Protecting Bees & Pollinators
See how Surrey is preserving and enhancing pollinator habitat with community projects.
Anything that can carry pollen on its body is a pollinator. This includes bees and wasps, but also:
- birds, bats & small mammals
- butterflies & moths
- flies & beetles
Taking care of pollinators is essential for our ecosystem to function. See what Surrey is doing and how you can make an impact for pollinators.
Challenges for Pollinators
About one third of our food production depends on pollinators. Unfortunately, pollinators face many problems including:
- habitat loss
- parasites & diseases
- climate change
Supporting Pollinators at Home
There are many ways you can attract and support pollinators in your yard, garden, or patio:
- Grow pollinator-friendly plants that will bloom throughout the season to provide food and nourishment. Plants can be grown in a garden bed, planter, or pots.
- When possible, choose plants that are native to BC.
- When buying plants, avoid plants that have been treated with pesticides (ask your garden centre) and avoid plants that are invasive to BC.
- Pollinators also need water. Add a shallow dish filled with rocks to your garden to allow them to land safely and rehydrate. Fill daily.
- Embrace some ‘wildness’ in your garden—rock piles, bare soil, old stems, and rotting wood can provide nesting and resting sites for many pollinators.
See various projects around Surrey that benefit pollinators.
Pollinator Habitat at Edgewood Park
Edgewood Park is a neighbourhood park in Sunnyside Heights. The park includes a 330m2 pollinator meadow adjacent to a newly planted biodiversity corridor. The pollinator meadow is situated on a south-facing, sandy mound. Selected plant species mimic vegetation found on coastal sandy dunes.
The pollinator meadow is intended to be self-seeding once established; however, because planting is experimental the project will be monitored for up to two years to determine what establishes and to assess what adjustments may be required. In addition to pollinator plants, leaf litter from adjacent trees will be incorporated into the meadow to provide habitat cover for invertebrates during the winter.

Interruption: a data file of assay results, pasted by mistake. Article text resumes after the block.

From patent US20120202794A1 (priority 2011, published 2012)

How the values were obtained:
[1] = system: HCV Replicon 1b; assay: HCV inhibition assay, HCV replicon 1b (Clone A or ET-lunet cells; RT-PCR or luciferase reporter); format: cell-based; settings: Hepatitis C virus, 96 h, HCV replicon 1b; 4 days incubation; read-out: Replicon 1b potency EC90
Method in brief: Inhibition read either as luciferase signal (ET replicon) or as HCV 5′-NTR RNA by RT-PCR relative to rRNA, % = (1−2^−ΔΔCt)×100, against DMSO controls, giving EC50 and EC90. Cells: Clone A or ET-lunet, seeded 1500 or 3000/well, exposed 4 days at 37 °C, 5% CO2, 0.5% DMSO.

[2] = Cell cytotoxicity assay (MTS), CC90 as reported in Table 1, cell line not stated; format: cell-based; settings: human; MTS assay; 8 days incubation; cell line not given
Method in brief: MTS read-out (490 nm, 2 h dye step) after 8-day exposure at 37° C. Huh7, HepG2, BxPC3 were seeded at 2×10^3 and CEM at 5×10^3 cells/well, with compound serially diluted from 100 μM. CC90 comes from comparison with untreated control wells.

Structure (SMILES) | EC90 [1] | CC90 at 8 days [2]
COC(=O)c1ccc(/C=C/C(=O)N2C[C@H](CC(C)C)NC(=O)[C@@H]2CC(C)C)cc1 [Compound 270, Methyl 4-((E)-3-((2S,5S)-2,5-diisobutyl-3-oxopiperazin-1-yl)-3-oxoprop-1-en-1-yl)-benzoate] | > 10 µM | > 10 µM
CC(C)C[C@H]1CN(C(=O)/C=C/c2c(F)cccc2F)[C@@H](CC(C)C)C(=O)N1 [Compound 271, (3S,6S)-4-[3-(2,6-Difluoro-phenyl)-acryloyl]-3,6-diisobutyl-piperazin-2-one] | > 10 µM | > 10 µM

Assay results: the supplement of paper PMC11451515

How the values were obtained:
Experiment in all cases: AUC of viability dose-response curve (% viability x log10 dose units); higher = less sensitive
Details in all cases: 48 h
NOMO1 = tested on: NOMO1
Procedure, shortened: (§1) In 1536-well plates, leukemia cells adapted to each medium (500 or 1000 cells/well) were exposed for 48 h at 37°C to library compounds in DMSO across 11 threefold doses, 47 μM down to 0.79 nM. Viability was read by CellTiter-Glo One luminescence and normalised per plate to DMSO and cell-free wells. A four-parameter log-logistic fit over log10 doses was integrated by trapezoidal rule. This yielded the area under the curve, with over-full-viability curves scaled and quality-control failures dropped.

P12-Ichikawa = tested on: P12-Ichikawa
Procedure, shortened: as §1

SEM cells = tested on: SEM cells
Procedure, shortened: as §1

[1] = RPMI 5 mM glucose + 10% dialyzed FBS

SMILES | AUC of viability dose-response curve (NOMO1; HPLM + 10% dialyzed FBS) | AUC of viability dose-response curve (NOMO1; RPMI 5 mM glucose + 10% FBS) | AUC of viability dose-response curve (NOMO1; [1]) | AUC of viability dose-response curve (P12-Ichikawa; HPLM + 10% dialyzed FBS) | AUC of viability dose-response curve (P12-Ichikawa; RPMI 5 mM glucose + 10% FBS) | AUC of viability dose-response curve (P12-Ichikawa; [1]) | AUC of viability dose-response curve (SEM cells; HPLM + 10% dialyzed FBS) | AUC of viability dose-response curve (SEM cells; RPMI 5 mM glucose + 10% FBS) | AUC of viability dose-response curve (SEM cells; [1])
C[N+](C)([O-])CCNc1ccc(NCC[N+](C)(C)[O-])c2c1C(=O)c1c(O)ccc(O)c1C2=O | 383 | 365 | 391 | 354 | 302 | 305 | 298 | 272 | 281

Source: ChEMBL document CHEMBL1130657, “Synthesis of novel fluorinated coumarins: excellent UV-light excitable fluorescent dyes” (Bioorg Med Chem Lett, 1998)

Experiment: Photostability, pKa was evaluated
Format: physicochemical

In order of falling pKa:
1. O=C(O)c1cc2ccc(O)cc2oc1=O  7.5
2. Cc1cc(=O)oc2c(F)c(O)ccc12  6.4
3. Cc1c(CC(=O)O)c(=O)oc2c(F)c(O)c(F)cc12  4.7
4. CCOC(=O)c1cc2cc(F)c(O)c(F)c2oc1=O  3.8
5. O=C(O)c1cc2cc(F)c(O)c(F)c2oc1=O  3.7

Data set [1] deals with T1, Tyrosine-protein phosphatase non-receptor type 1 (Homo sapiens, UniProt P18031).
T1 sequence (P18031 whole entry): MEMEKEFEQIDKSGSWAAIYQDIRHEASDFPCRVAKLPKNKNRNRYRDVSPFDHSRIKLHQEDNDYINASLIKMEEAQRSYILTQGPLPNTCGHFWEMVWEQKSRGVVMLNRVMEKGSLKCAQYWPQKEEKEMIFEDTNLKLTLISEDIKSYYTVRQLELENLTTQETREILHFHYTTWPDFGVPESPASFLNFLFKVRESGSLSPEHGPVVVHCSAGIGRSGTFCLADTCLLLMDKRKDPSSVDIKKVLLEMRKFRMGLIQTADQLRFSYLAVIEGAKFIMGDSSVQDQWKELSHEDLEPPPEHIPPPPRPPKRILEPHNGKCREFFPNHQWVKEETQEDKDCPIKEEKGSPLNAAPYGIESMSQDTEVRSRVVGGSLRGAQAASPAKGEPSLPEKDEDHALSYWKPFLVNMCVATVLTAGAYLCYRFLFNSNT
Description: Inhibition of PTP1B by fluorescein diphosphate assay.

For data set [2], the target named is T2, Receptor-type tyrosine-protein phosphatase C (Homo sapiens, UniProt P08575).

Pollinator Bed and Lawn Alternative at the Clayton Community Centre
In the fall of 2022 with the help of local volunteers, two styles of pollinator habitat were installed at the Clayton Community Centre.
- Pollinator Horticulture Bed: Three beds were installed totaling an area of approximately 40m2. A selection of primarily native plants were selected based on their suitability for the site and based on providing blooms throughout spring and summer. Natural items including boulders and downed woody debris were also placed in the bed to support nesting habitat.
- Pollinator-Friendly Turf Alternative: An area of approximately 65m2 was selected to trial an alternative to traditional grass lawn. A mixture of clover and low growing wild flowers developed by West Coast Seeds was used to seed the area. It is intended to replace lawn in urban settings in order to reduce maintenance costs and increase habitat and forage for pollinators. This blend requires less water, less fertilizer, and less mowing than conventional lawn grasses.
With the help of community members this site will continue to be monitored and maintained throughout the year.